All this to say, Annihilation may prove a better position regarding human freedom for the Annihilationist can embrace libertarian free will, avoiding agnosticism about God’s future. The Annihilationist can allow God’s grace expressed in action for even those who will never receive his grace (where the Universalist cannot). As I argued in prior posts, annihilation makes more sense of death and the construction of our world. Finally there are more potential worlds which may include many more impressive beauties if Annihilation is an option for God, and in selecting worlds with such beauties in which some souls will be destroyed, God has not prima facie wronged anyone.

Close

If I had time and space, arguments could be made from the problem of Divine Hiddenness (“Given Universalism, why does God not opt for self-disclosure?”), the problem of hell’s location (“Where do we locate the purgatorial hell in our cosmology?”), the problem of how hell works (“Is God in control of hell where God’s pruning happens or is hell separation from the divine?), the problem of manipulation (“Is Universalism actually coercive? If one is somehow incarcerated until they change, then does not repentance looks much more like the result of Stockholm syndrome than an authentic, life-giving pursuit?”) These are further issues I see Universalists needing to speak to in order to hold a solid position.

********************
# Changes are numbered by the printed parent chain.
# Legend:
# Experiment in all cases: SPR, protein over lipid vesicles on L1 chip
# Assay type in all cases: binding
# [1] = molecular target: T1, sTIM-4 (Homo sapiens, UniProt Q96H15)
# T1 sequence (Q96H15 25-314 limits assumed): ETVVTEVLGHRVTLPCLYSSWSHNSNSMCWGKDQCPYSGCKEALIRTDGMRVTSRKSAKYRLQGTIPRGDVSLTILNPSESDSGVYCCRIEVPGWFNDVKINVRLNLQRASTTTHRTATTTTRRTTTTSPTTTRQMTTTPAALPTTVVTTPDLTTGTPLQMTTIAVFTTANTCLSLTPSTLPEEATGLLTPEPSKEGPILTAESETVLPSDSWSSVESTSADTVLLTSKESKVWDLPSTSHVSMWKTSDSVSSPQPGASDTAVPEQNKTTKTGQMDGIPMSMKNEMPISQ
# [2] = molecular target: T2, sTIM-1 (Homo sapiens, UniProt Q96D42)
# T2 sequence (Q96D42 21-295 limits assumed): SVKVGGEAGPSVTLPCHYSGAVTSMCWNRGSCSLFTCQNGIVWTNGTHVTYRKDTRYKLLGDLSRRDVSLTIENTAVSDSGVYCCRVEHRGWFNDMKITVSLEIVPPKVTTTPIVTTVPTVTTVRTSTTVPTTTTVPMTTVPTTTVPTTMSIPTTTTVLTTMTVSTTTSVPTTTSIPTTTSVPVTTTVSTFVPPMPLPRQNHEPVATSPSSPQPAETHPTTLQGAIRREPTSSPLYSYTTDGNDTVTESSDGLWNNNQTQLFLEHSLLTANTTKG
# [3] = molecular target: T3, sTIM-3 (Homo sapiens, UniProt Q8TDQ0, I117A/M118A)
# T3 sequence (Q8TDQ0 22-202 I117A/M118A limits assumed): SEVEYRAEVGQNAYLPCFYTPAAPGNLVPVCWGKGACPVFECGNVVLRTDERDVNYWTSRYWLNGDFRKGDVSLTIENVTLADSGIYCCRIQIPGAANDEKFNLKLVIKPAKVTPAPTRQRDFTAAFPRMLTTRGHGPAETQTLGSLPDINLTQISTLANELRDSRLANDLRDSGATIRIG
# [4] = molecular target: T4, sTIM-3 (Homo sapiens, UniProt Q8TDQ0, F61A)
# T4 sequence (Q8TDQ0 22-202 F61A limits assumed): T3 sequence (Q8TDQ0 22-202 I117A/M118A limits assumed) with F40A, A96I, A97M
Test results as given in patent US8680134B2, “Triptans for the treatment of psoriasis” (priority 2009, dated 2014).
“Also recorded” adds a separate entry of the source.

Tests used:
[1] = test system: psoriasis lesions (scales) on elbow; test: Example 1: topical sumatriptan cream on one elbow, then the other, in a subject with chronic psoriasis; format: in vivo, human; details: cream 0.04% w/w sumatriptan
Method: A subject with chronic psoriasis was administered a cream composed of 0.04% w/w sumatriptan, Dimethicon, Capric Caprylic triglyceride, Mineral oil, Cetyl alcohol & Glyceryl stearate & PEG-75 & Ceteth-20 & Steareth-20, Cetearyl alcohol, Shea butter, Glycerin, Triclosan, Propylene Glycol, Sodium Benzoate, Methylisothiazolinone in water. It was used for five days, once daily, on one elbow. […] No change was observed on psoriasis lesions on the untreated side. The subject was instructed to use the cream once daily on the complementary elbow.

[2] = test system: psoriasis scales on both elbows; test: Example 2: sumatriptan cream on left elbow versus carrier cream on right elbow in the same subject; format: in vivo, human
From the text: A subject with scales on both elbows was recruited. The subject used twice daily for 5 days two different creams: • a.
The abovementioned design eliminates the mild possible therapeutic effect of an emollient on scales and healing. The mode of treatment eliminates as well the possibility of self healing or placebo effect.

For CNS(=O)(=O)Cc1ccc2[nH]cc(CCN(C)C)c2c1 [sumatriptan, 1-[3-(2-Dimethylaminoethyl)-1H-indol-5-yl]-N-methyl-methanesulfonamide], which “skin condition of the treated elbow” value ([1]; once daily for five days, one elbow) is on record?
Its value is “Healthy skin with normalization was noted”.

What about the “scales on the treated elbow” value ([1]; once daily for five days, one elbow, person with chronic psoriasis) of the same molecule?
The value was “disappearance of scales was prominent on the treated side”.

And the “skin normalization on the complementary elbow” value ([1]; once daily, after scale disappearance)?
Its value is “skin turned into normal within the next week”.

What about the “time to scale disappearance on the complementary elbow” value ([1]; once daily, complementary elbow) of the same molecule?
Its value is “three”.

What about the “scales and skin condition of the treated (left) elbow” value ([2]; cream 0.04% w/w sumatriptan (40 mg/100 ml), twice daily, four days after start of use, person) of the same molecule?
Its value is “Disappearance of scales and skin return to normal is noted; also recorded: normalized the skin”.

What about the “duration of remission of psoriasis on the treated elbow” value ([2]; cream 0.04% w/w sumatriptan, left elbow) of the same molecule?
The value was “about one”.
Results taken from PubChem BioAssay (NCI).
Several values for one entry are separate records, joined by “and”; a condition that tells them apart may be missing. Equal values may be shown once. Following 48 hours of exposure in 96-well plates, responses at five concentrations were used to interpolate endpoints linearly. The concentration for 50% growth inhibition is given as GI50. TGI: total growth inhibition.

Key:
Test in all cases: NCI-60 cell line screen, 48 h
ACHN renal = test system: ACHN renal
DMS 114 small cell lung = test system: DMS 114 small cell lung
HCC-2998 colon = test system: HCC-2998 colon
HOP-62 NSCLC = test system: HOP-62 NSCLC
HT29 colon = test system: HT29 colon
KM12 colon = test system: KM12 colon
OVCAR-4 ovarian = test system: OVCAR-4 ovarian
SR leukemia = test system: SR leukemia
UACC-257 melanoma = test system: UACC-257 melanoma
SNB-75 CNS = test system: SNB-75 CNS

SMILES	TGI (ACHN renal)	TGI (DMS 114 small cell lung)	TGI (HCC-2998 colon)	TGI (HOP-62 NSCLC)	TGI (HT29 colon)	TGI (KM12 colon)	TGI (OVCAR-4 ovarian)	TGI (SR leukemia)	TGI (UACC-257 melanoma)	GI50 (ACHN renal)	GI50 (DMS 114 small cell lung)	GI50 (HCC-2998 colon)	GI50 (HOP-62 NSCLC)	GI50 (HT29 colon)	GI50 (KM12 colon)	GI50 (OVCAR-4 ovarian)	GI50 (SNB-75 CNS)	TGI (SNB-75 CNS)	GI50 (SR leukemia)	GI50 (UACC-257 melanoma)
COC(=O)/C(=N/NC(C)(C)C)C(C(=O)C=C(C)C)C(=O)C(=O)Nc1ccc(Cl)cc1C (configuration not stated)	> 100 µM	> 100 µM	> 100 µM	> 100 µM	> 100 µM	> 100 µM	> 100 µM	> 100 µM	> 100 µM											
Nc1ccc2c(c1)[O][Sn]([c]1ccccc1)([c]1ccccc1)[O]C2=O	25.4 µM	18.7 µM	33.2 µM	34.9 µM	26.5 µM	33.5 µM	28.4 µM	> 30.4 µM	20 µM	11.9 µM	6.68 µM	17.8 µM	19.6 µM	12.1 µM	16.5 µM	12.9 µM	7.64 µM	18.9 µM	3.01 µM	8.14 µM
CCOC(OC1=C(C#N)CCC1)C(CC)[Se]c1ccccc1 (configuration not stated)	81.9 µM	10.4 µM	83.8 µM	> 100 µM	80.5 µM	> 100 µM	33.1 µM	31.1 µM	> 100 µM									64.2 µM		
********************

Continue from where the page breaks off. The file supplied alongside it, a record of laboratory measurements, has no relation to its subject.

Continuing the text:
To close these posts, I have not wished to offer decisive arguments against Universalism, only to highlight places where Annihilationism strikes me as philosophically superior. I look forward to the emerging conversation between these two theories in the future. I find in the honest Universalists I know worthy interlocutors who challenge my thinking, engage the scriptures in creatively praiseworthy ways, and who stand beside me as kin in Christ.

I do hope our conversation will not result in a divide and conquer scenario, in which traditionalism maintains its dominance, but that our conversation will instead be a new and exciting playground for the many emerging theologians and philosophers to come and play.

Grace and Peace.

Jeff Cook teaches philosophy at the University of Northern Colorado. He is the author of Everything New: Reimagining Heaven and Hell (Subversive 2012). You can connect with him at everythingnew.org and @jeffvcook.